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      Sober Nation

      Putting Recovery On The Map

      08-02-16 | By

      What is Self-Medicating and Why Do We Do It?

      Understanding Self-Medicating

      Addiction can be a whirlwind of destruction, highs, lows, and emotions run riot. Why do people become addicted? That’s the million-dollar question and it’s different for everyone. It can depend on genetics, environment, trauma, and even mental illness. It’s not uncommon to hear that some people affected by a substance use disorder have been self-medicating. What does self-medicating mean? Is it something everyone does? I believe it is a component to many people’s using. We are convinced in today’s world that we should not feel pain which leads us to numb ourselves. Let’s explore exactly what self-medication is and why we do it.

      What is self-medicating?

      Google defines self-medication as an act of choosing and taking medications by oneself instead of by prescription or under the recommendations of a doctor or other medical professional. Their second definition is, “taking addictive or habituating drugs to relieve stress or other conditions.” It doesn’t always have to be addictive drugs; self-medicating can also refer to taking over-the-counter medication to treat ailments such as a headache or fever.

      But in the case of a substance use disorder, self-medicating is a coping mechanism and an unhealthy one at that. When we run into tough problems in our lives or we feel uncomfortable due to pain and emotions, our first instinct may be to try to run away from these feelings. What better way to do that than with drugs and alcohol? I believe many people who have an addiction are attempting to alter their reality in some way, for some reason.

      You might have back pain and to deal with it you have three beers every night. You may have a loved one who just passed away and the emotional depth of your pain won’t subside so you take Percocet every day. You might have a big exam coming up which your job depends on so you take Adderall to help you concentrate. You just broke up with your significant other and that’s why you went to happy hour every day this week. These are all common examples of self-medicating. In our society where alcohol is promoted on television and online relentlessly, it’s no wonder a martini is the first thing we turn to when we feel pain.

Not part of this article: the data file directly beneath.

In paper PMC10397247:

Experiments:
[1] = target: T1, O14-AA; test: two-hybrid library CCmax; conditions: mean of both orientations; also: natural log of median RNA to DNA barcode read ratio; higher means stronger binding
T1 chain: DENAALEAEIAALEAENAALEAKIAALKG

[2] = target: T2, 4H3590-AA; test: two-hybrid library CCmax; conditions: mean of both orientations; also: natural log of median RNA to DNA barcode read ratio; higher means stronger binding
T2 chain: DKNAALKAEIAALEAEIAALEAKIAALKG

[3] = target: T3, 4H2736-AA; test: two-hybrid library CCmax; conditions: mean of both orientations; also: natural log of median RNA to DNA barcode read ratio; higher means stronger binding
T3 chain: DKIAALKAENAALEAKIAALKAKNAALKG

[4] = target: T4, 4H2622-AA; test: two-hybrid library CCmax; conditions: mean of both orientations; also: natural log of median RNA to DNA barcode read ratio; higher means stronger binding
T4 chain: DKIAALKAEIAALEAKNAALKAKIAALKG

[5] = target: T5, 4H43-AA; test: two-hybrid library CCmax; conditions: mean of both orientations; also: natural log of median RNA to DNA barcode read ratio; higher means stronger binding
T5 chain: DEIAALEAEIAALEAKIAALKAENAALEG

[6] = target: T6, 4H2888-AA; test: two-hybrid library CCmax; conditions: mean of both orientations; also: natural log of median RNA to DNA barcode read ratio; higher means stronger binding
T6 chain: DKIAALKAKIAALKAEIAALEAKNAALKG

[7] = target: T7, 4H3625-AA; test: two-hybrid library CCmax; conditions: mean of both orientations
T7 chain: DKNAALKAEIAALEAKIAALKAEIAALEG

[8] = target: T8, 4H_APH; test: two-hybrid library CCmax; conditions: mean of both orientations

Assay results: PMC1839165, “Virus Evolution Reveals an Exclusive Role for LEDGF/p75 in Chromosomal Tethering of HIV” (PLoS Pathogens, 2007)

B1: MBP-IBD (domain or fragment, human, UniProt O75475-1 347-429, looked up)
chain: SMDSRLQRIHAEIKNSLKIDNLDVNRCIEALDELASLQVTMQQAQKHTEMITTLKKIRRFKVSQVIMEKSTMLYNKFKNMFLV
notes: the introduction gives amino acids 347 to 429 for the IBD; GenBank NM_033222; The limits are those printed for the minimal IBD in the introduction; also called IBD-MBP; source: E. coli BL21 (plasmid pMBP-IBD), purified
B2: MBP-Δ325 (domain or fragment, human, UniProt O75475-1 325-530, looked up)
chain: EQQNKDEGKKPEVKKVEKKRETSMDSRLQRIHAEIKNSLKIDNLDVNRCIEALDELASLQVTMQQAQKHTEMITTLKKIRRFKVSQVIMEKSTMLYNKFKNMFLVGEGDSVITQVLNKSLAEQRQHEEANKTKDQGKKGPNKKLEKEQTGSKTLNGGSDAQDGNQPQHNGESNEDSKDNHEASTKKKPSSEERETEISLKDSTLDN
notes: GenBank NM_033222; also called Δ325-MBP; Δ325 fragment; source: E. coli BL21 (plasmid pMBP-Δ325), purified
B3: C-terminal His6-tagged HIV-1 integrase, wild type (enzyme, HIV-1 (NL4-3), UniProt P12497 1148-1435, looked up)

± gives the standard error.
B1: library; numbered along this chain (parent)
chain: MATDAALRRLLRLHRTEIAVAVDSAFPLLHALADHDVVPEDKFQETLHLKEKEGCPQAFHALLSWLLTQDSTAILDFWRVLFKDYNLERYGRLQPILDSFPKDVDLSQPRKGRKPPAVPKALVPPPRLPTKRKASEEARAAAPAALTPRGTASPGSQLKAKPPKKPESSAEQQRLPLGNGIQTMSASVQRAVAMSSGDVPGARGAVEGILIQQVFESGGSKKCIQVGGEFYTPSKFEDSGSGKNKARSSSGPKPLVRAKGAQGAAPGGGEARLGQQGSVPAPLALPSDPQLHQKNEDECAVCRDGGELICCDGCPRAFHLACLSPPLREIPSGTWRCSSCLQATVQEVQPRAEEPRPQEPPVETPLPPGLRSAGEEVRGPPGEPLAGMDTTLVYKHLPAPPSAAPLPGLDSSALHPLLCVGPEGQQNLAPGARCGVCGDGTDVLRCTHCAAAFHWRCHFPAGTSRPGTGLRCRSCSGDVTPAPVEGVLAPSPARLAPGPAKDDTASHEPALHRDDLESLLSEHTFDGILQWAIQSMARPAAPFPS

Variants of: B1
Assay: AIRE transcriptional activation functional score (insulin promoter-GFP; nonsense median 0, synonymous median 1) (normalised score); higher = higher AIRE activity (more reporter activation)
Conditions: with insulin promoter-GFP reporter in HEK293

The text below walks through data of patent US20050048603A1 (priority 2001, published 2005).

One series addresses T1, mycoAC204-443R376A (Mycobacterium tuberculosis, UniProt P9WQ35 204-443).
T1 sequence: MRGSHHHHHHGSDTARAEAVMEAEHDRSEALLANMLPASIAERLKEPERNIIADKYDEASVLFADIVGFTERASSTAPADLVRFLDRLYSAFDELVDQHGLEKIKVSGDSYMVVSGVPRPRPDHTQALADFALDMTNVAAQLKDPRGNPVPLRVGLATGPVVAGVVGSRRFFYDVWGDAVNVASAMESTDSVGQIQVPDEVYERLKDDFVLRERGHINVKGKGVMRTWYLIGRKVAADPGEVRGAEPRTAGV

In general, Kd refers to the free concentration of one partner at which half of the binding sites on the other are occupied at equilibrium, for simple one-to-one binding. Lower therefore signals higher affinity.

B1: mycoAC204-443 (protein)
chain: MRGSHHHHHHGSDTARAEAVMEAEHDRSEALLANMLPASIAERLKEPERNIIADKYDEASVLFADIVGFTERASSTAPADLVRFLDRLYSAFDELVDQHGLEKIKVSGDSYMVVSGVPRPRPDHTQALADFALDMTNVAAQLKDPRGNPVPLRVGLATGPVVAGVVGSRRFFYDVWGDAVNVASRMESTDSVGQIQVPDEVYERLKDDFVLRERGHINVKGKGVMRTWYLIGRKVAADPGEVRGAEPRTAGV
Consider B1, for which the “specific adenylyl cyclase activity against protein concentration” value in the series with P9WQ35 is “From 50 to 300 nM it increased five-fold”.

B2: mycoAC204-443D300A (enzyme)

Self-medicating is a learned human a behavior. If it’s not a healthy way to cope, why do we do it?

      Why do we do it?

      How do we learn to self-medicate? We might have seen others doing it around us. We live in a society where pain is not an emotion that wants to be dealt with. But I believe we also self-medicate because it works. It works for a time until it doesn’t anymore. The thing about self-medicating is that it doesn’t remove the pain from our lives. It almost never changes the situation or emotions that we are required to deal with. That’s why as a part of recovery, we are required to learn new coping mechanisms and the goal is to learn how to deal with life on life’s terms.